Texas A&M Police Officers Team Up With Mental Health Professionals As Part Of New Program
Dressed in casual clothes and a baseball cap, Megan McCarty doesn’t look like your typical first responder.
When she’s out on campus with Texas A&M’s University Police Department (UPD), McCarty doesn’t wear a badge or a gun — just a protective vest marked “counselor” on the back and “ACES Team” on the front.
Short for Assistance, Connection and Engagement Services, the ACES program is a new partnership between UPD and University Health Services, pairing police officers with licensed professional counselors to respond to calls with a mental health component. According to McCarty, that can encompass everything from traffic accidents to student welfare checks and more serious mental health emergencies. As the university’s first ACES co-responder, she has joined officers on a wide variety of calls since arriving on campus last April.
“It’s really any type of call where a mental health professional could offer support,” McCarty said. “Even with something like a minor car wreck, where perhaps a student is distraught or experiencing shock, it can be helpful for a co-responder to be there.”
Once on the scene, she can draw on her expertise to assess the situation, offer immediate support to those in distress, and recommend additional mental health resources as needed. For the officers she works with, McCarty has been a game changer, says UPD Chief Mike Johnson.
“It’s been great, for one, just because of who Megan is. She is very engaging, she’s very forward thinking, very active in building this program,” Johnson said. “She comes to us with a lot of experience, so I couldn’t think of a better way to start our program.”
Especially in situations where a person is reluctant to interact with police, or may pose a danger to themselves or others, having someone like McCarty along can make all the difference, says UPD field training officer Aoife Nester ’18.
“On the calls that we’ve been on together, it’s been a positive response,” Nester said. “I’ve talked to parents too, and they’ve been grateful that it’s not just law enforcement showing up — it’s someone who can more thoroughly assess where their child is at.”
Most importantly, Nester said, McCarty can quickly connect students with counseling and other mental health resources offered by University Health Services, even escorting them to the counseling office to receive immediate attention.
“We get to do that right then and there,” Nester said. “Megan will walk with them.”
A New Approach
Assistant Director of Counseling Services Dr. Kari Becker oversees the ACES program for University Health Services. She says ACES draws inspiration from similar initiatives at city police departments across the country, tailoring the co-responder model to meet the specific needs of the university community. McCarty came to A&M with a wealth of experience working on a similar program at the K-12 level.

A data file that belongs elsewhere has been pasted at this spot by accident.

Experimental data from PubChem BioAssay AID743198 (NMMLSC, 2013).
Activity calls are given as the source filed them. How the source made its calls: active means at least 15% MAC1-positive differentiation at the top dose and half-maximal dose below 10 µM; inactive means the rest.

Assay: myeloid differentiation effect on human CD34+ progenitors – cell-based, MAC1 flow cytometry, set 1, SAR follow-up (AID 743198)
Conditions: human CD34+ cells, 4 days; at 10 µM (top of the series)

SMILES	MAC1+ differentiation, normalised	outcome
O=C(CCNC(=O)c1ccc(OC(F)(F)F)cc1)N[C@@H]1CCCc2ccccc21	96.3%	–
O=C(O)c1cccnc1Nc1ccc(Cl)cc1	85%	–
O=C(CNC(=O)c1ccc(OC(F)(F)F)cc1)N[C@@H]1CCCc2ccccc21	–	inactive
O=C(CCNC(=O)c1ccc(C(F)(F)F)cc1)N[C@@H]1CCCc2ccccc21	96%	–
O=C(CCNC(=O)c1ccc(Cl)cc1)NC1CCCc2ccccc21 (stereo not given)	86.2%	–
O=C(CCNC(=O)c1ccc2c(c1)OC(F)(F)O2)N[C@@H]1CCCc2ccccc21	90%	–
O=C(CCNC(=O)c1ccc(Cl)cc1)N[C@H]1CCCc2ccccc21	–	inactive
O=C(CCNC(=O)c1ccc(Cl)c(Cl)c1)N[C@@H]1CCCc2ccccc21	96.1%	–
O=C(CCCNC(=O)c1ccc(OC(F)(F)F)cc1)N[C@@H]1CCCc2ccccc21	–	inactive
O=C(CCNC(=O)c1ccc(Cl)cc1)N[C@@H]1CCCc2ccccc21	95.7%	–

“There aren’t a lot of universities that have done this, so it’s been really exciting to do something innovative like this,” Becker said. “It’s rewarding to see it come to fruition and actually see Megan out there in the field.”
According to Sgt. Jonathan Blythe, the partnership has given UPD an opportunity to remain at the forefront of effective mental health crisis intervention — a major priority of the department over the last decade.
“Ten years ago we started the first Crisis Intervention Team (CIT) here,” Blythe said. “In the mental health aspect, we’ve always tried to be a leader, not a follower. We want to do right by these young men and women that are going to school here.”
As part of her work with UPD, McCarty also provides officers with training and education. Blythe says this kind of knowledge is especially useful on college campuses because of the unique mental health challenges that exist among students, many of whom are living away from home for the first time.
“A lot of times when people have underlying mental illnesses, that’s when it becomes evident because they lose their support structure and they add in all this stress,” Blythe said. “That’s the demographic we’re dealing with, so this is what’s expected of us.”
In light of the program’s initial success, UPD and University Health Services are looking to add a second ACES co-responder in the near future. Eventually, Johnson said, he hopes to expand the partnership even further.
“I would like to see three or four co-responders and a case manager,” he said. “I think we have an opportunity to provide a great resource to our community, and that’s exactly what the ACES program is for us.”
As McCarty prepares to wrap up her first year at A&M this spring, she says she’s “excited to watch the program grow,” and encouraged by the enthusiasm she’s seen from mental health professionals and law enforcement alike.
“I hear a lot about the Aggie Spirit, and I really do feel like I’ve experienced it,” McCarty said. “Working with University Health Services and the University Police Department, I have found that people in Aggieland truly care, and are consistently thinking of ways to better support the community.”